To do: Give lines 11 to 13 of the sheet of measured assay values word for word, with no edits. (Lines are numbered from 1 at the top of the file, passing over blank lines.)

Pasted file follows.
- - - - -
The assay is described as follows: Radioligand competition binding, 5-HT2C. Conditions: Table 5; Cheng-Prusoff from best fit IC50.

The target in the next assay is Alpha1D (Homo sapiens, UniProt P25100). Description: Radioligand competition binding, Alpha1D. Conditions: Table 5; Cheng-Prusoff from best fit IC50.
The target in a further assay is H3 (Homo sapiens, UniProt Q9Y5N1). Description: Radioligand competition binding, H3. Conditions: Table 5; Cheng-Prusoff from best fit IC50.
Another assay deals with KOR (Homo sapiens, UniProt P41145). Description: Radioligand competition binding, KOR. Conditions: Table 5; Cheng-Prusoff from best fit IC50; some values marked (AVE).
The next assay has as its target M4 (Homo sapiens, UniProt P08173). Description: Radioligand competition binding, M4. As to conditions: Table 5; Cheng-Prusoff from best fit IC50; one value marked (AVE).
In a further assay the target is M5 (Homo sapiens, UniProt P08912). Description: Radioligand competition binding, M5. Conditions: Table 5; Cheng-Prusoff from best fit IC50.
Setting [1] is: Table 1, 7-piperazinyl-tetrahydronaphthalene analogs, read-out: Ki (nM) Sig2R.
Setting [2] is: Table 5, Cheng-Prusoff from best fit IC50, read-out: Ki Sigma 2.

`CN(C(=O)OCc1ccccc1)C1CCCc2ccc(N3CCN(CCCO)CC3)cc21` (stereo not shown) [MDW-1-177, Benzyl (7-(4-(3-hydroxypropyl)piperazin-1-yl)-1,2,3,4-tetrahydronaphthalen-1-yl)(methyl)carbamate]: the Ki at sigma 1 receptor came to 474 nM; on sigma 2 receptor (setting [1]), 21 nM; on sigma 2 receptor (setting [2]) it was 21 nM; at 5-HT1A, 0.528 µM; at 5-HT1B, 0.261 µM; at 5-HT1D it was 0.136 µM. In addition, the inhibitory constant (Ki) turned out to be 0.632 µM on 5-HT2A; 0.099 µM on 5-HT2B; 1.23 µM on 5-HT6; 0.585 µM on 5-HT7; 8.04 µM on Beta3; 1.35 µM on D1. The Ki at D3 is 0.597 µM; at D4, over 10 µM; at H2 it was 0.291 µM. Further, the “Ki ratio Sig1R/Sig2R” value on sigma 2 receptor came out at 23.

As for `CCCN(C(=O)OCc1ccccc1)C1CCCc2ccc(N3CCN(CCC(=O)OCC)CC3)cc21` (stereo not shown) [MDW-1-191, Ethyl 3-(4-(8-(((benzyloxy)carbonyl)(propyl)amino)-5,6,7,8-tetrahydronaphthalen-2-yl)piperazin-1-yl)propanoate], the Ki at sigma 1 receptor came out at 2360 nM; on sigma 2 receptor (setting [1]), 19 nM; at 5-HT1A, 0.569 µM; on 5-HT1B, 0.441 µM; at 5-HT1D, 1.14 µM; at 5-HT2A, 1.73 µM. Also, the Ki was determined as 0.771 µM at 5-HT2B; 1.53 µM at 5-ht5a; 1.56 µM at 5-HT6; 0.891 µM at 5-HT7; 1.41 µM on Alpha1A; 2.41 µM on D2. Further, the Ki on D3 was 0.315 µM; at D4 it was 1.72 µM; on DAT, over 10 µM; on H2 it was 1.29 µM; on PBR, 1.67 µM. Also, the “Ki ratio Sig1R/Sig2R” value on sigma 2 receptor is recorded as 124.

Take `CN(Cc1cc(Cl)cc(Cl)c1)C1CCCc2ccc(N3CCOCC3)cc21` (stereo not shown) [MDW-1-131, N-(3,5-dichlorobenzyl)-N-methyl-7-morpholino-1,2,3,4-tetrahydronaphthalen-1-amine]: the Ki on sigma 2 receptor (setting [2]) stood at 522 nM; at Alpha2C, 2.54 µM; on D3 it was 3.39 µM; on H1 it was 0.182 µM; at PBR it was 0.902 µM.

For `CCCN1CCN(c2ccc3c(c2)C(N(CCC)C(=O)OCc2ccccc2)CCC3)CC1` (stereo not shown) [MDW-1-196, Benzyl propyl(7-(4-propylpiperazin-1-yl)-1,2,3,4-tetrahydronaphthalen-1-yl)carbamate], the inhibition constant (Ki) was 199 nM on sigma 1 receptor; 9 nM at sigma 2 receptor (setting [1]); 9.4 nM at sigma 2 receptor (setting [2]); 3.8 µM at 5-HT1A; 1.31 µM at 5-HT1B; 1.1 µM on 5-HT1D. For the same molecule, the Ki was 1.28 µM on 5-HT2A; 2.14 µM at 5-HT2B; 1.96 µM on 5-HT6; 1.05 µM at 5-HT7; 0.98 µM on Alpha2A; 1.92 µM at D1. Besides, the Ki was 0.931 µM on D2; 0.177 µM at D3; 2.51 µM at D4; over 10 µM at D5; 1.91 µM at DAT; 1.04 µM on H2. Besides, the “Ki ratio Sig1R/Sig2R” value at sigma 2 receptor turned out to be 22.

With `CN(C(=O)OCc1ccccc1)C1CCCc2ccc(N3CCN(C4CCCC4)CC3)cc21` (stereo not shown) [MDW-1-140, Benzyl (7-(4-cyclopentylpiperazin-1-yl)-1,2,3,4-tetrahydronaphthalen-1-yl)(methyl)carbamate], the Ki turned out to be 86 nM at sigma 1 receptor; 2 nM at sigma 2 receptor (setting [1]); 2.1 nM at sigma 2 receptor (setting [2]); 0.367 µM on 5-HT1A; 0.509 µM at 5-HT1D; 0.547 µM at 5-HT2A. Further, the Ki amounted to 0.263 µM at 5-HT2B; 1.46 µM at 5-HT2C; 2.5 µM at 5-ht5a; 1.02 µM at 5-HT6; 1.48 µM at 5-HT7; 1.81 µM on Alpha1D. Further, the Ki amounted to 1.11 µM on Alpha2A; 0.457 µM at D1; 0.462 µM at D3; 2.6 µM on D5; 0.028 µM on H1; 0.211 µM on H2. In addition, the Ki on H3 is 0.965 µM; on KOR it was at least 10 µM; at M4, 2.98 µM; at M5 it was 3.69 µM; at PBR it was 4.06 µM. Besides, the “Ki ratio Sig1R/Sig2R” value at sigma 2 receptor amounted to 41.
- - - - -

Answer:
Take `CN(Cc1cc(Cl)cc(Cl)c1)C1CCCc2ccc(N3CCOCC3)cc21` (stereo not shown) [MDW-1-131, N-(3,5-dichlorobenzyl)-N-methyl-7-morpholino-1,2,3,4-tetrahydronaphthalen-1-amine]: the Ki on sigma 2 receptor (setting [2]) stood at 522 nM; at Alpha2C, 2.54 µM; on D3 it was 3.39 µM; on H1 it was 0.182 µM; at PBR it was 0.902 µM.

For `CCCN1CCN(c2ccc3c(c2)C(N(CCC)C(=O)OCc2ccccc2)CCC3)CC1` (stereo not shown) [MDW-1-196, Benzyl propyl(7-(4-propylpiperazin-1-yl)-1,2,3,4-tetrahydronaphthalen-1-yl)carbamate], the inhibition constant (Ki) was 199 nM on sigma 1 receptor; 9 nM at sigma 2 receptor (setting [1]); 9.4 nM at sigma 2 receptor (setting [2]); 3.8 µM at 5-HT1A; 1.31 µM at 5-HT1B; 1.1 µM on 5-HT1D. For the same molecule, the Ki was 1.28 µM on 5-HT2A; 2.14 µM at 5-HT2B; 1.96 µM on 5-HT6; 1.05 µM at 5-HT7; 0.98 µM on Alpha2A; 1.92 µM at D1. Besides, the Ki was 0.931 µM on D2; 0.177 µM at D3; 2.51 µM at D4; over 10 µM at D5; 1.91 µM at DAT; 1.04 µM on H2. Besides, the “Ki ratio Sig1R/Sig2R” value at sigma 2 receptor turned out to be 22.

With `CN(C(=O)OCc1ccccc1)C1CCCc2ccc(N3CCN(C4CCCC4)CC3)cc21` (stereo not shown) [MDW-1-140, Benzyl (7-(4-cyclopentylpiperazin-1-yl)-1,2,3,4-tetrahydronaphthalen-1-yl)(methyl)carbamate], the Ki turned out to be 86 nM at sigma 1 receptor; 2 nM at sigma 2 receptor (setting [1]); 2.1 nM at sigma 2 receptor (setting [2]); 0.367 µM on 5-HT1A; 0.509 µM at 5-HT1D; 0.547 µM at 5-HT2A. Further, the Ki amounted to 0.263 µM at 5-HT2B; 1.46 µM at 5-HT2C; 2.5 µM at 5-ht5a; 1.02 µM at 5-HT6; 1.48 µM at 5-HT7; 1.81 µM on Alpha1D. Further, the Ki amounted to 1.11 µM on Alpha2A; 0.457 µM at D1; 0.462 µM at D3; 2.6 µM on D5; 0.028 µM on H1; 0.211 µM on H2. In addition, the Ki on H3 is 0.965 µM; on KOR it was at least 10 µM; at M4, 2.98 µM; at M5 it was 3.69 µM; at PBR it was 4.06 µM. Besides, the “Ki ratio Sig1R/Sig2R” value at sigma 2 receptor amounted to 41.